VA Loan Appraisal Rules for Electrical Systems, High Voltage Lines
There are a variety of frequently asked questions about appraisals, and some of those questions involve the appraisal rules covering electrical systems, high voltage and other related topics. Since not all homes sold are brand new, it’s natural for borrowers to wonder what the rules might be for older homes.
How does a VA appraiser view the electrical panel in an older home, for example? What is acceptable to the appraiser? Can a home pass the appraisal with an older fuse-box style system?
According to the Department of Veterans Affairs official site, “the VA requires that electrical systems be safe, adequate and acceptable to the local authority. The local authority, usually the building department, is responsible for enactment and enforcement of electrical codes. If a fused electrical system is acceptable to the local authority it is acceptable to VA.”
The VA also adds, “For acceptability of an electrical system you must contact the local authority. The local authority is responsible for enactment of electrical codes and enforcement.”
As you can see, this means there’s no standard answer. The VA appraiser defers to the local authority on such matters and must follow local codes.
That’s true of any part of the appraisal, not just the electrical system. Any building that does not meet local code requirements is not eligible for a VA loan until those requirements have been addressed. If the appraiser notes a condition and recommends a repair, those corrections can be made in order to have the property considered for a VA loan. In some cases, the appraiser may reject the home altogether.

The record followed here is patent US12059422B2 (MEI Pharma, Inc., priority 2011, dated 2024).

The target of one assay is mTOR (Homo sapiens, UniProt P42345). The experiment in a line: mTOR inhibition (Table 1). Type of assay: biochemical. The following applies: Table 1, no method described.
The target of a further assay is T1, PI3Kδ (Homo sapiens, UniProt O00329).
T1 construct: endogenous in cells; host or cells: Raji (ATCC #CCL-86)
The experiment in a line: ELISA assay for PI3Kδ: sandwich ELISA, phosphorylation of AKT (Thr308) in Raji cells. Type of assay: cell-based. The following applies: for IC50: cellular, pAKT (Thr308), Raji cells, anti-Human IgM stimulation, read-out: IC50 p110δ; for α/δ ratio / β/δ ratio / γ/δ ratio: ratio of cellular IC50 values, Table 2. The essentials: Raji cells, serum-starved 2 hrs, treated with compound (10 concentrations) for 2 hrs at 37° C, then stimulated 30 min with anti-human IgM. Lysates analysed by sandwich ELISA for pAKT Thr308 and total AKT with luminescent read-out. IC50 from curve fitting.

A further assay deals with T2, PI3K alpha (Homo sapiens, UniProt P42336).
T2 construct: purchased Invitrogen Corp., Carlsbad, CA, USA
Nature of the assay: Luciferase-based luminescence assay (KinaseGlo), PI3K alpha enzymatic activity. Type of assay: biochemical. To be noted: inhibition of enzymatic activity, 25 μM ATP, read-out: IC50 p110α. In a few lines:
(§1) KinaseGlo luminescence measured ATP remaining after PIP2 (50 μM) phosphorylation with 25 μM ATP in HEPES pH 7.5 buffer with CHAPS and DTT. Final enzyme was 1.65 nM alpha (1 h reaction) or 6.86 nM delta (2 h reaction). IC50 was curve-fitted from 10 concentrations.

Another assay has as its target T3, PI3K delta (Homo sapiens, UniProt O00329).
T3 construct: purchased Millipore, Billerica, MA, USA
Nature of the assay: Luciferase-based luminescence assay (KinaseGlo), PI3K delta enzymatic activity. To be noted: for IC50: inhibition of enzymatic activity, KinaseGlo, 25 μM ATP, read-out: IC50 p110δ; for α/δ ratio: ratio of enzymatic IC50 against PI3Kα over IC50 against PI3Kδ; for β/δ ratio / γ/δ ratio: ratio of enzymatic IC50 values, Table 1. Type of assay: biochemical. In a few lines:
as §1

That is definitely true of homes built near high voltage lines. So, what does the VA say about such properties?
“No part of any residential structure may be located within a high voltage electric transmission line easement. Any detached improvements even partially in a transmission line easement will not receive value for VA purposes.” For more information, the official VA site advises you to read the VA Lender’s Handbook, Section 12.07.
There’s no way to correct such an issue, so the appraiser would simply list the home as ineligible for a VA loan. In cases where the home has been denied on the basis of the appraisal, the borrower does have the opportunity to appeal the appraisal, a process which must be done in writing. Contact your lender and the Department of Veterans Affairs for more information on how to submit an appeal.
About Joe Wallace
Joe Wallace has been specializing in military and personal finance topics since 1995. His work has appeared on Air Force Television News, The Pentagon Channel, ABC and a variety of print and online publications. He is a 13-year Air Force veteran and a member of the Air Force Public Affairs Alumni Association.